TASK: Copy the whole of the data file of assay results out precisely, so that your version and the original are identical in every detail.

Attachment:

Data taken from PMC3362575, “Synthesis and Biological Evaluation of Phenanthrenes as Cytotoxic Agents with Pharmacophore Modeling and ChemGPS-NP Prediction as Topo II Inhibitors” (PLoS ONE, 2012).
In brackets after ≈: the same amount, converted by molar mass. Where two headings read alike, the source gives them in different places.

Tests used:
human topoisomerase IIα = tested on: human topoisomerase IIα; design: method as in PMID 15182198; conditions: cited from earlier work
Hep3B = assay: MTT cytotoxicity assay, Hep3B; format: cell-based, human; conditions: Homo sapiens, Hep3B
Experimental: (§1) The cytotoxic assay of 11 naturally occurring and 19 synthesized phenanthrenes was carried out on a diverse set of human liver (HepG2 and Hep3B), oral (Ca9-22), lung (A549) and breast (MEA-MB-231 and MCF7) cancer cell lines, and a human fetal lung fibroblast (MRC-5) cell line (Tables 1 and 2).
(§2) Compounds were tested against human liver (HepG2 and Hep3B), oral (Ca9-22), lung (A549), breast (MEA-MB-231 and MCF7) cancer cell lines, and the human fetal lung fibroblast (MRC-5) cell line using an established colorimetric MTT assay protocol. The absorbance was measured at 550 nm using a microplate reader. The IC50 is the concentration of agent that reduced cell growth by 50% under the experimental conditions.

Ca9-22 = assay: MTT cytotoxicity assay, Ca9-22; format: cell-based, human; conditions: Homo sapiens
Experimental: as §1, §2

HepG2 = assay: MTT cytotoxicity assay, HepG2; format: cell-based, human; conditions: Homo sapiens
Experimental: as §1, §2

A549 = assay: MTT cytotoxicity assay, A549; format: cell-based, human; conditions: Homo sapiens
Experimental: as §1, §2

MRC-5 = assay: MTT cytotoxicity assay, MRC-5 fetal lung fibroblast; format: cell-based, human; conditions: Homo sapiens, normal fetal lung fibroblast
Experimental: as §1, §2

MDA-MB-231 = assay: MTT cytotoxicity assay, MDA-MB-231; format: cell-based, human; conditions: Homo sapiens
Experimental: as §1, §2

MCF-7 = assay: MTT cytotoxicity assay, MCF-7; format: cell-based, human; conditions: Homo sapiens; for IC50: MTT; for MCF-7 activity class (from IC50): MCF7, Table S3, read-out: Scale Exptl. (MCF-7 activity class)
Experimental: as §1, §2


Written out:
Data taken from PMC3362575, “Synthesis and Biological Evaluation of Phenanthrenes as Cytotoxic Agents with Pharmacophore Modeling and ChemGPS-NP Prediction as Topo II Inhibitors” (PLoS ONE, 2012).
In brackets after ≈: the same amount, converted by molar mass. Where two headings read alike, the source gives them in different places.

Tests used:
human topoisomerase IIα = tested on: human topoisomerase IIα; design: method as in PMID 15182198; conditions: cited from earlier work
Hep3B = assay: MTT cytotoxicity assay, Hep3B; format: cell-based, human; conditions: Homo sapiens, Hep3B
Experimental: (§1) The cytotoxic assay of 11 naturally occurring and 19 synthesized phenanthrenes was carried out on a diverse set of human liver (HepG2 and Hep3B), oral (Ca9-22), lung (A549) and breast (MEA-MB-231 and MCF7) cancer cell lines, and a human fetal lung fibroblast (MRC-5) cell line (Tables 1 and 2).
(§2) Compounds were tested against human liver (HepG2 and Hep3B), oral (Ca9-22), lung (A549), breast (MEA-MB-231 and MCF7) cancer cell lines, and the human fetal lung fibroblast (MRC-5) cell line using an established colorimetric MTT assay protocol. The absorbance was measured at 550 nm using a microplate reader. The IC50 is the concentration of agent that reduced cell growth by 50% under the experimental conditions.

Ca9-22 = assay: MTT cytotoxicity assay, Ca9-22; format: cell-based, human; conditions: Homo sapiens
Experimental: as §1, §2

HepG2 = assay: MTT cytotoxicity assay, HepG2; format: cell-based, human; conditions: Homo sapiens
Experimental: as §1, §2

A549 = assay: MTT cytotoxicity assay, A549; format: cell-based, human; conditions: Homo sapiens
Experimental: as §1, §2

MRC-5 = assay: MTT cytotoxicity assay, MRC-5 fetal lung fibroblast; format: cell-based, human; conditions: Homo sapiens, normal fetal lung fibroblast
Experimental: as §1, §2

MDA-MB-231 = assay: MTT cytotoxicity assay, MDA-MB-231; format: cell-based, human; conditions: Homo sapiens
Experimental: as §1, §2

MCF-7 = assay: MTT cytotoxicity assay, MCF-7; format: cell-based, human; conditions: Homo sapiens; for IC50: MTT; for MCF-7 activity class (from IC50): MCF7, Table S3, read-out: Scale Exptl. (MCF-7 activity class)
Experimental: as §1, §2